With this in mind, to make this actionable, how does this news, even if it's old news to you affect your retirement planning. For me, I have a "life spreadsheet" which maps every year from about 5 years ago with projections going forward until I expect to die. I've assumed from the very beginning that my SS benefits would be cut 25% beginning in 2034. I'm also assuming that I'll be paying the same high insurance prices in my spreadsheet as I will be paying pre-medicare. I'm a big safety net guy (I've already got 50X spending in liquid investments) so being ready for the worst is normal for me.

How are you dealing with this news (even if it's old hat to you)?
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Re: Social Security crossover point has arrived

Post by TheTimeLord » Wed Jun 06, 2018 8:00 am

After reading other posts I assume this thread will soon be locked so removing my post since the thread has gone off the rails.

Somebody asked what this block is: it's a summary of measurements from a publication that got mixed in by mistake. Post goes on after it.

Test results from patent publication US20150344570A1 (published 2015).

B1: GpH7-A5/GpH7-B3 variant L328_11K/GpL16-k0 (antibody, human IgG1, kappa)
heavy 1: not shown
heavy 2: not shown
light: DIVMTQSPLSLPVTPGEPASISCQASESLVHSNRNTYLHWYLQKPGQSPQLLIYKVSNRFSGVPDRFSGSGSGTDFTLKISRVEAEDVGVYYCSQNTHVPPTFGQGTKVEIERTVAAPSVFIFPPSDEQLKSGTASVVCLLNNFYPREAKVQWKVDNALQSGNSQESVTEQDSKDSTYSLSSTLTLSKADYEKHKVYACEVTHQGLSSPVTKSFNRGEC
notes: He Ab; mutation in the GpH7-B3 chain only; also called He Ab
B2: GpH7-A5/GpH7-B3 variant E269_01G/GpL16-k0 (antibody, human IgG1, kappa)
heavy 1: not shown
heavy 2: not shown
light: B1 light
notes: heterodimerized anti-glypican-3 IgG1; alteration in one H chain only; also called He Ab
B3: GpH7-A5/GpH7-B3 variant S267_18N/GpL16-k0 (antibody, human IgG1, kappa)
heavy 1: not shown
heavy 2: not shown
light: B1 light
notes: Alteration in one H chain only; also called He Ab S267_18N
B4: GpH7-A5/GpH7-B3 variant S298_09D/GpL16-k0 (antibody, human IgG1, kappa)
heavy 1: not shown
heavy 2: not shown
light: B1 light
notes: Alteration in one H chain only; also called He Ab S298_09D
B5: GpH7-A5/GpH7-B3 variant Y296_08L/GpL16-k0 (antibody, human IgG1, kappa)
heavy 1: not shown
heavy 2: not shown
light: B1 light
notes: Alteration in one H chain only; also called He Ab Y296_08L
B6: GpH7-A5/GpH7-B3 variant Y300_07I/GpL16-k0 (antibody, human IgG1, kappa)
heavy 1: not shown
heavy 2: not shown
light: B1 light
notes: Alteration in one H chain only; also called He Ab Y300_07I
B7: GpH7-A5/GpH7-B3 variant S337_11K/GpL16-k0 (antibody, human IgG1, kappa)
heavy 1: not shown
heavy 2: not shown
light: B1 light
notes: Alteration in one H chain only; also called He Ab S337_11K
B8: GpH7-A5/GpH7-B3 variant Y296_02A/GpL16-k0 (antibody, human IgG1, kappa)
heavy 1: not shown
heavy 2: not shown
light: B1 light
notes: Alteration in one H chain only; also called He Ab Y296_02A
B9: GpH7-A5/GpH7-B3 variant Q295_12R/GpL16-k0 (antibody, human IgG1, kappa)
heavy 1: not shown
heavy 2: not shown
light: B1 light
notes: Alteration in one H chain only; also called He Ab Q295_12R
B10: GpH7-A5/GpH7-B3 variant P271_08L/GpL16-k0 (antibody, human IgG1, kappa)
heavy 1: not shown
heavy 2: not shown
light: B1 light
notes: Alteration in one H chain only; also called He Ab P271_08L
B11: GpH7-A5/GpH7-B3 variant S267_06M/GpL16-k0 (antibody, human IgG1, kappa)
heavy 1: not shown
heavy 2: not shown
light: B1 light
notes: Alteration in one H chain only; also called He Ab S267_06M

Last edited by TheTimeLord on Wed Jun 06, 2018 8:31 am, edited 1 time in total.
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Re: Social Security crossover point has arrived

Post by Ron » Wed Jun 06, 2018 8:13 am

"How are you dealing with this news (even if it's old hat to you)?"

Save more, panic less...

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Re: Social Security crossover point has arrived

Post by sport » Wed Jun 06, 2018 8:22 am

Jack FFR1846 wrote:
Wed Jun 06, 2018 7:54 am
For me, I have a "life spreadsheet" which maps every year from about 5 years ago with projections going forward until I expect to die.
Be careful with this. I made one of these 5 years before I retired. The projections turned out to be completely wrong. Some of the errors were positive and some negative. Fortunately, they mostly cancelled out each other.

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Re: Social Security crossover point has arrived

Post by JoeRetire » Wed Jun 06, 2018 8:28 am

Jack FFR1846 wrote:
Wed Jun 06, 2018 7:54 am